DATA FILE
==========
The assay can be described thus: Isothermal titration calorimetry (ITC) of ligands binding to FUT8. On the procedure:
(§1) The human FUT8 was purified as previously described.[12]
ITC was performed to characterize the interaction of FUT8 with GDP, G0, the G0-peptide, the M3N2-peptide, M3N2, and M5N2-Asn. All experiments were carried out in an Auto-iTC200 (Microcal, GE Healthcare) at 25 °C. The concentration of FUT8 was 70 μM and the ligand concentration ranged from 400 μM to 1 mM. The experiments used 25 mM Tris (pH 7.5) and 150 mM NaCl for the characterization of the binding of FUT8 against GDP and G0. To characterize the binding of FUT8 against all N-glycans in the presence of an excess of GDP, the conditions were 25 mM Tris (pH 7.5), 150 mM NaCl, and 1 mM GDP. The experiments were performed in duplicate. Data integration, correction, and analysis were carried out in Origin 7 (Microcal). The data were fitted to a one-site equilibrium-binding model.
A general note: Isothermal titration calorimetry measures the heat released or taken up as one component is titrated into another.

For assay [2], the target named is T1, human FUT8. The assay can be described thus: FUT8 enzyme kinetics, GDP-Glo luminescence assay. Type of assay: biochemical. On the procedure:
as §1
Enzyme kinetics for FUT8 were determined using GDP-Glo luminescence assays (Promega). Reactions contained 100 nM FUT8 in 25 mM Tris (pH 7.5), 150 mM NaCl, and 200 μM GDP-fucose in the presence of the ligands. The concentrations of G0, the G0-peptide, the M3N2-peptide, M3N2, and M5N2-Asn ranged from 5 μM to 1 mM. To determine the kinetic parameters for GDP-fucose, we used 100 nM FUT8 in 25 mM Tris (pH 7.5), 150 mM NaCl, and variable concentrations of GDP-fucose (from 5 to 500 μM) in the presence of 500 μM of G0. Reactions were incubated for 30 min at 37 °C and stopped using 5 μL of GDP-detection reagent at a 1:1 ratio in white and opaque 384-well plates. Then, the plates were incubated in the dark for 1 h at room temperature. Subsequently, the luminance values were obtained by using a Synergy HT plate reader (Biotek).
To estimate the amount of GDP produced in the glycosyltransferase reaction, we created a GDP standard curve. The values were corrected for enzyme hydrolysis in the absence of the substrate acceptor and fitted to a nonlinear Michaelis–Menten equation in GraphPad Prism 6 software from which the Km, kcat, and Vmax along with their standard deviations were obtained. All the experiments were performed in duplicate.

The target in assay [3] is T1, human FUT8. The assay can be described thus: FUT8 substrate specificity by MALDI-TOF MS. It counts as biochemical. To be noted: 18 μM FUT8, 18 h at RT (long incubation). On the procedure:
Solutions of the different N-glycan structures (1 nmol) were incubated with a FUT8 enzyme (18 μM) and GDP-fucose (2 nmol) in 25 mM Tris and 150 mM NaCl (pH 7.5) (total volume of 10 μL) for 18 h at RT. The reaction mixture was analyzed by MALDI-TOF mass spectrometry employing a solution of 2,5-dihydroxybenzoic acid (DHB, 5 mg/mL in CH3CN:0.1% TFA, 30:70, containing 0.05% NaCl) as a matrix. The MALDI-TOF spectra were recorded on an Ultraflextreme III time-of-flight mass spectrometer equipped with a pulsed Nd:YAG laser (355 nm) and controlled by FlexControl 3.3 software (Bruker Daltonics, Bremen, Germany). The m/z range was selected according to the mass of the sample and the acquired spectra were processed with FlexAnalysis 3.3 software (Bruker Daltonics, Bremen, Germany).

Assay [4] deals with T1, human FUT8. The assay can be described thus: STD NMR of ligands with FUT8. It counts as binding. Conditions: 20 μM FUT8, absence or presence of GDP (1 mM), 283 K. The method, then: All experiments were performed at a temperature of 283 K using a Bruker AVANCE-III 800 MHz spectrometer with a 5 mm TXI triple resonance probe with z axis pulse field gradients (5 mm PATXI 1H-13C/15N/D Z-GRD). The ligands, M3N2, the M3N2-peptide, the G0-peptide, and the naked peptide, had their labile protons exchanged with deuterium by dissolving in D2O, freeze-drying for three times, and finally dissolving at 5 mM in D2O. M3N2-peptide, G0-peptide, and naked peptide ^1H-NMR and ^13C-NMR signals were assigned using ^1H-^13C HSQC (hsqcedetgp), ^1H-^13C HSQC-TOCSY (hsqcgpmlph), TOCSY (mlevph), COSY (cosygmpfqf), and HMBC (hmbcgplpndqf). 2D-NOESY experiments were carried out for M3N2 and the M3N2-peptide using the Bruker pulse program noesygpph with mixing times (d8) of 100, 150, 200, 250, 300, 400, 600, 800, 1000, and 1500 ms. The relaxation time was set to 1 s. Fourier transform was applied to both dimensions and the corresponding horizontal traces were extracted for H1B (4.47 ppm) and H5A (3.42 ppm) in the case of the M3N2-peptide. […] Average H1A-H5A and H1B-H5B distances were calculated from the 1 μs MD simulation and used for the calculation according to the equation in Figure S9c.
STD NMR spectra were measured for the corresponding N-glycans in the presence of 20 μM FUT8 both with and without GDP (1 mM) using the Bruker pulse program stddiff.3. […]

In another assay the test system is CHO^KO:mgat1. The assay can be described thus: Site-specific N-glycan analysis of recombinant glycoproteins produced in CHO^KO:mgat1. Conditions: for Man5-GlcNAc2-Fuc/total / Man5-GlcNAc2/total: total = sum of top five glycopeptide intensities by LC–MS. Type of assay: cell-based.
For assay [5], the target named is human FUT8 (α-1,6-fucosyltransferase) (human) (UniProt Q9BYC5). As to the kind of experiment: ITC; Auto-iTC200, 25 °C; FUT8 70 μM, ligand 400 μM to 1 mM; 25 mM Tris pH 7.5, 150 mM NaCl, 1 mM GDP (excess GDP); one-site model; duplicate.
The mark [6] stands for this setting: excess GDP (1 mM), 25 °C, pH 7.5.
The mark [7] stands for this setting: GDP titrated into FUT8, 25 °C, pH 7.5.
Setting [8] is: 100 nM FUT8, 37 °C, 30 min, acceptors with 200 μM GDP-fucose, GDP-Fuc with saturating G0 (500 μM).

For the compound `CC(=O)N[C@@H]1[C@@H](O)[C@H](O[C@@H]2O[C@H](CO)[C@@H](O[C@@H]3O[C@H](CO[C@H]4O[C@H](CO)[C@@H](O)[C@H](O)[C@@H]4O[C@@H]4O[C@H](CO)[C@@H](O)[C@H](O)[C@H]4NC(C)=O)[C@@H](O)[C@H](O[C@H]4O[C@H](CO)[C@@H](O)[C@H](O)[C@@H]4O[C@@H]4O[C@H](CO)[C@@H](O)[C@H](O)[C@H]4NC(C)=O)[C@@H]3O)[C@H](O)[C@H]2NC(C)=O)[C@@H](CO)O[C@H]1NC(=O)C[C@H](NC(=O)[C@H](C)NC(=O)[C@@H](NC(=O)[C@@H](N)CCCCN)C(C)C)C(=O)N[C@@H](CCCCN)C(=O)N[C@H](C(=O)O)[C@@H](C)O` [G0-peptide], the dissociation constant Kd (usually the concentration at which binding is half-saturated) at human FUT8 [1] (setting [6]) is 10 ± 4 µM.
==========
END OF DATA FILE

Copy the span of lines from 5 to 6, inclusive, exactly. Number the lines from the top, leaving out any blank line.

For assay [2], the target named is T1, human FUT8. The assay can be described thus: FUT8 enzyme kinetics, GDP-Glo luminescence assay. Type of assay: biochemical. On the procedure:
as §1